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Sudan calls to confiscate proceeds of crime in human trafficking cases

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An image from a video footage by Sudan TV shows Sudanese and foreign illegal migrants arrested by the RSF in a remote area of North Darfur heading to Libya on 8 September 2018 (ST photo)
September 19, 2018 (KHARTOUM) - The Sudanese government Wednesday has called to forge an international agreement providing for the confiscation of proceeds of human trafficking and illegal migration crimes.

Speaking at the first regional conference of the prosecutor-general and general attorneys of Africa and Europe in Sharm El-Sheikh, Egypt, Sudan’s Attorney General Omer Mohamed Ahmed called to reconsider causes leading to illegal migration.

He stressed the need to launch development projects and create job opportunities for the youth besides combating poverty and protecting witnesses and informants of human trafficking and illegal migration crimes.

Ahmed also called to forge an international agreement to exchange information and handover perpetrators as well as protecting victims of human trafficking and illegal migration.

He pointed out that Sudan’s constitution and the law criminalizes slavery, human trafficking and illegal migration, saying his country is part of several agreements and initiatives aiming at countering these crimes.

Sudan is considered as a country of origin and transit for the illegal migration and human trafficking. Thousands of people from Eritrea and Ethiopia are monthly crossing the border into the Sudanese territories on their way to Europe through Libya or Egypt.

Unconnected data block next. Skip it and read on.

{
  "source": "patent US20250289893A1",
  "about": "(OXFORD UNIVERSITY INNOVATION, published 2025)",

Last July, the Higher Committee to Combat Human Trafficking said it would develop a national anti-trafficking strategy as well as activating existing laws to counter the phenomenon in accordance with the established international standards.

In January 2014, the Sudanese parliament approved an anti-human trafficking law which punishes those involved with human trafficking with up to 20 years imprisonment.

Also, in 2014, Khartoum hosted a conference on human trafficking in the Horn of Africa, organised by the African Union (AU), the UN High Commissioner for Refugees (UNHCR), the International Organization for Migration (IOM) and the Sudanese government.

The East African nation has also forged a strategic partnership with several European countries and the EU to combat illegal migration and human trafficking.

(ST)

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